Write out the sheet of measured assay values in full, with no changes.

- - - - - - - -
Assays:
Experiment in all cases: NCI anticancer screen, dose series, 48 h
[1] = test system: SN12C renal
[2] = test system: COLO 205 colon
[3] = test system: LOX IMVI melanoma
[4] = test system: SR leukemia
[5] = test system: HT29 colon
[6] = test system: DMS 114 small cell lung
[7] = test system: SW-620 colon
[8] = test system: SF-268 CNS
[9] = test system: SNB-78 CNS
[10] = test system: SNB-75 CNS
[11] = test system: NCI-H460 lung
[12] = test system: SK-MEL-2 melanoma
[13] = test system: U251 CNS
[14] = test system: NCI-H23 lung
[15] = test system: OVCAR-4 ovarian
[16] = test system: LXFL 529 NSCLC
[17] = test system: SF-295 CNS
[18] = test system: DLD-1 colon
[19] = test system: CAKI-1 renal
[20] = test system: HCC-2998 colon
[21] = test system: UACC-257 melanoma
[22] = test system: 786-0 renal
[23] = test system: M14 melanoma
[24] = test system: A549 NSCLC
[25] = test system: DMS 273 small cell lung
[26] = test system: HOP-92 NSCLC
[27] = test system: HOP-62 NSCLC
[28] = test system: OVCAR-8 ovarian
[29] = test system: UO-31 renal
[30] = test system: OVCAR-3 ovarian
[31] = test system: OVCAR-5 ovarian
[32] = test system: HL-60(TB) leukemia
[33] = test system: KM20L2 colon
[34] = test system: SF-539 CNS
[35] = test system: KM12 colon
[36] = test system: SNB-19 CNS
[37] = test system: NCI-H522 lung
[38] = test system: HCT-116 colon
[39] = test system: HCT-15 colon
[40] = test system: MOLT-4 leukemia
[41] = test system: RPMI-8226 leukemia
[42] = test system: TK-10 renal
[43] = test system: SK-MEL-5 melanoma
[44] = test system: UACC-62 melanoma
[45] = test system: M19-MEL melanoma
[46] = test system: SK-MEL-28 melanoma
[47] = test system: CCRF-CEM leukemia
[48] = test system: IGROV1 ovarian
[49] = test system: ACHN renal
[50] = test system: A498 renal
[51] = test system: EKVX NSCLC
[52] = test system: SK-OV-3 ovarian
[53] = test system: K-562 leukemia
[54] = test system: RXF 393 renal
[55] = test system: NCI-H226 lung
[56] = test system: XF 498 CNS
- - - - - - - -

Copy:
Assays:
Experiment in all cases: NCI anticancer screen, dose series, 48 h
[1] = test system: SN12C renal
[2] = test system: COLO 205 colon
[3] = test system: LOX IMVI melanoma
[4] = test system: SR leukemia
[5] = test system: HT29 colon
[6] = test system: DMS 114 small cell lung
[7] = test system: SW-620 colon
[8] = test system: SF-268 CNS
[9] = test system: SNB-78 CNS
[10] = test system: SNB-75 CNS
[11] = test system: NCI-H460 lung
[12] = test system: SK-MEL-2 melanoma
[13] = test system: U251 CNS
[14] = test system: NCI-H23 lung
[15] = test system: OVCAR-4 ovarian
[16] = test system: LXFL 529 NSCLC
[17] = test system: SF-295 CNS
[18] = test system: DLD-1 colon
[19] = test system: CAKI-1 renal
[20] = test system: HCC-2998 colon
[21] = test system: UACC-257 melanoma
[22] = test system: 786-0 renal
[23] = test system: M14 melanoma
[24] = test system: A549 NSCLC
[25] = test system: DMS 273 small cell lung
[26] = test system: HOP-92 NSCLC
[27] = test system: HOP-62 NSCLC
[28] = test system: OVCAR-8 ovarian
[29] = test system: UO-31 renal
[30] = test system: OVCAR-3 ovarian
[31] = test system: OVCAR-5 ovarian
[32] = test system: HL-60(TB) leukemia
[33] = test system: KM20L2 colon
[34] = test system: SF-539 CNS
[35] = test system: KM12 colon
[36] = test system: SNB-19 CNS
[37] = test system: NCI-H522 lung
[38] = test system: HCT-116 colon
[39] = test system: HCT-15 colon
[40] = test system: MOLT-4 leukemia
[41] = test system: RPMI-8226 leukemia
[42] = test system: TK-10 renal
[43] = test system: SK-MEL-5 melanoma
[44] = test system: UACC-62 melanoma
[45] = test system: M19-MEL melanoma
[46] = test system: SK-MEL-28 melanoma
[47] = test system: CCRF-CEM leukemia
[48] = test system: IGROV1 ovarian
[49] = test system: ACHN renal
[50] = test system: A498 renal
[51] = test system: EKVX NSCLC
[52] = test system: SK-OV-3 ovarian
[53] = test system: K-562 leukemia
[54] = test system: RXF 393 renal
[55] = test system: NCI-H226 lung
[56] = test system: XF 498 CNS